A Large Scale Study of Long-Time Contributor Prediction for GitHub Projects
The continuous contributions made by long time contributors (LTCs) are a key factor enabling open source software (OSS) projects to be successful and survival. We study GITHUB as it has a large number of OSS projects and millions of contributors, which enables the study of the transition from newcomers to LTCs. In this paper , we investigate whether we can effectively predict newcomers in OSS projects to be LTCs based on their activity data that is collected from GITHUB . We collect GITHUB data from GHTorrent, a mirror of GITHUB data. We select the most popular 917 projects, which contain 75,046 contributors. We determine a developer as a LTC of a project if the time interval between his/her first and last commit in the project is larger than a certain time T. In our experiment, we use three different settings on the time interval: 1, 2, and 3 years. There are 9,238, 3,968, and 1,577 contributors who become LTCs of a project in three settings of time interval, respectively.
To build a prediction model, we extract many features from the activities of developers on GITHUB , which group into five dimensions: developer profile, repository profile, developer monthly activity, repository monthly activity, and collaboration network. We apply several classifiers including naive Bayes, SVM, decision tree, kNN and random forest. We find that random forest classifier achieves the best performance with AUCs of more than 0.75 in all three settings of time interval for LTCs. We also investigate the most important features that differentiate newcomers who become LTCs from newcomers who stay in the projects for a short time. Finally, we provide several implications for action based on our analysis results to help OSS projects retain newcomers.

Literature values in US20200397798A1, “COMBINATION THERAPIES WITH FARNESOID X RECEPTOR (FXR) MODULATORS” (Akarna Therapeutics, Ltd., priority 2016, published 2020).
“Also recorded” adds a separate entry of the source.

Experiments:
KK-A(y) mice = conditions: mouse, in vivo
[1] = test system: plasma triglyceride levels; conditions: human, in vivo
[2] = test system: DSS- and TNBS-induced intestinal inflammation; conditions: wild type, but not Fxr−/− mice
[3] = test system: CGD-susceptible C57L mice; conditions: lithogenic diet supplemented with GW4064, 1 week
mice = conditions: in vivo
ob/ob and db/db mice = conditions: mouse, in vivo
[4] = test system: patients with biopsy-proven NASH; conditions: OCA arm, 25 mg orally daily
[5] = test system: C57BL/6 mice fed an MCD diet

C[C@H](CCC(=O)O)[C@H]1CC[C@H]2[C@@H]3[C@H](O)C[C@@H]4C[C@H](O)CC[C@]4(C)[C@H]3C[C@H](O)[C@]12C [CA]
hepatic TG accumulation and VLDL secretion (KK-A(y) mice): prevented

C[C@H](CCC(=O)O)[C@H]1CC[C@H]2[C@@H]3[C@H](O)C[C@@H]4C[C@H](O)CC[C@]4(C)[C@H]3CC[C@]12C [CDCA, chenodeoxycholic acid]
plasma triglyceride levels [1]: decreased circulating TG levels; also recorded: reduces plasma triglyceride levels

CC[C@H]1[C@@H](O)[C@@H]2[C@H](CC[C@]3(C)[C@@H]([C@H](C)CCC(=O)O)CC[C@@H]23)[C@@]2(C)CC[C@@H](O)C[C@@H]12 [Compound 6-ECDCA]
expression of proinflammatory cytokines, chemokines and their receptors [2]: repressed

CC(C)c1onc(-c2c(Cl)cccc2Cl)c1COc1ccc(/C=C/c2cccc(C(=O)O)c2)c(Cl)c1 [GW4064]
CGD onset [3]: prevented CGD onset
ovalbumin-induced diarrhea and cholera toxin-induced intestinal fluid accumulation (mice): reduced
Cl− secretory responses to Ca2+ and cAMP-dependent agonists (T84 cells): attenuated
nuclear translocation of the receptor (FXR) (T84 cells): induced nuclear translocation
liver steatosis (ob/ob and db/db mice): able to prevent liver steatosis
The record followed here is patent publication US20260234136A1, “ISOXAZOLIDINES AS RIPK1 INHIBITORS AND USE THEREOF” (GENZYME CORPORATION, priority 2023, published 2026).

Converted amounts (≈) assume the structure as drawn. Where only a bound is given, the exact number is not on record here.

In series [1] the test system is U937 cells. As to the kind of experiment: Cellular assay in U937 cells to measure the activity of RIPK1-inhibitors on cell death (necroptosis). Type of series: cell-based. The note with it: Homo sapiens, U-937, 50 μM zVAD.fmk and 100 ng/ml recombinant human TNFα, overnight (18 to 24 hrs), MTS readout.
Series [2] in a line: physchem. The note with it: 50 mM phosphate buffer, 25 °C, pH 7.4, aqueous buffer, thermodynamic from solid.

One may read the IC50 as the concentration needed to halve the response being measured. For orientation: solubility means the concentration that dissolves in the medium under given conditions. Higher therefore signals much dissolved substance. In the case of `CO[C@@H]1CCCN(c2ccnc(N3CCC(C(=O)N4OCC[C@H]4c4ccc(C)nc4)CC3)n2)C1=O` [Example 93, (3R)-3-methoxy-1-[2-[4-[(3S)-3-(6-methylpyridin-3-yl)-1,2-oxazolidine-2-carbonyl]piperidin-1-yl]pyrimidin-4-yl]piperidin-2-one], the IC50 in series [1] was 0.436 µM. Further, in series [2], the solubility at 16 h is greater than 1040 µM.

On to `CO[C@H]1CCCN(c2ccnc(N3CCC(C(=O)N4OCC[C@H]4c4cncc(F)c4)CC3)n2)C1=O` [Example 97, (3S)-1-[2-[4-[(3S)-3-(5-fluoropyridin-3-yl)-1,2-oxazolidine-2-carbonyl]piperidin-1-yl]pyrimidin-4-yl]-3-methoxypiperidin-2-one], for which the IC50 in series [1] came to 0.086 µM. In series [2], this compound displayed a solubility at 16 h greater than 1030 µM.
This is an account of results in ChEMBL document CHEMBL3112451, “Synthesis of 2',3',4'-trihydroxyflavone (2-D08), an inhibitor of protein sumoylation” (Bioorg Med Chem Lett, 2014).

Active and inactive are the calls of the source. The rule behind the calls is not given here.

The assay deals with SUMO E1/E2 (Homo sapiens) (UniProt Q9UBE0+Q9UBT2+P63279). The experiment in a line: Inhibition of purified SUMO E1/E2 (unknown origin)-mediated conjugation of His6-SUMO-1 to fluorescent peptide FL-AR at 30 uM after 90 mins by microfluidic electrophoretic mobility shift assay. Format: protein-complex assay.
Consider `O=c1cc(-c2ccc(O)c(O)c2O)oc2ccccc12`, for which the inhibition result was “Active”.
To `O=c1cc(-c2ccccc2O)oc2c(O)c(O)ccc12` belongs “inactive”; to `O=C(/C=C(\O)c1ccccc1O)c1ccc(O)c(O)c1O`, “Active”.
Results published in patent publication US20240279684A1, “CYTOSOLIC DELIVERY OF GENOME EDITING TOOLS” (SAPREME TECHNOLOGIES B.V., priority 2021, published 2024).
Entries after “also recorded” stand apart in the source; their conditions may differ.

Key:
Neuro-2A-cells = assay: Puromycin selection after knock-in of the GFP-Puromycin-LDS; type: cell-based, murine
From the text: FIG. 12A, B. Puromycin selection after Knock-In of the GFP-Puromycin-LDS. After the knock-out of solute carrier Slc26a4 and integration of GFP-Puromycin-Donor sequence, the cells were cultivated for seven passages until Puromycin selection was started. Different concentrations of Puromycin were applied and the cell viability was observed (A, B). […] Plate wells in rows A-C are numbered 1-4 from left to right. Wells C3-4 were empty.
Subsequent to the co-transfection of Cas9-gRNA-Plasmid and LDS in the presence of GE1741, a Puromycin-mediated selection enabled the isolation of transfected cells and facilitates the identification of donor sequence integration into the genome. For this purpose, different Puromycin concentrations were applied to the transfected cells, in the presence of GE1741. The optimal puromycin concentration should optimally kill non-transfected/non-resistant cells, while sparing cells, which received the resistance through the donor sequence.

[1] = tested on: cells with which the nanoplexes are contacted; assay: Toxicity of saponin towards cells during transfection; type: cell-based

Below are the main contributions of this paper:
We build a prediction model based on a total of 63 features from a developer’s first month activities in GITHUB to determine whether a newcomer will become a LTC in a GITHUB project. We conduct an experiment on a total of 75,046 developers from 917 projects. The results show that our approach can effectively predict whether a newcomer will become a LTC soon after he/she submits his/her first commit to the project.
We investigate the most important characteristics that impact a newcomer being a LTC. We find that the number of a contributor’s followers when he/she joins the project is the most important feature in all time interval settings.
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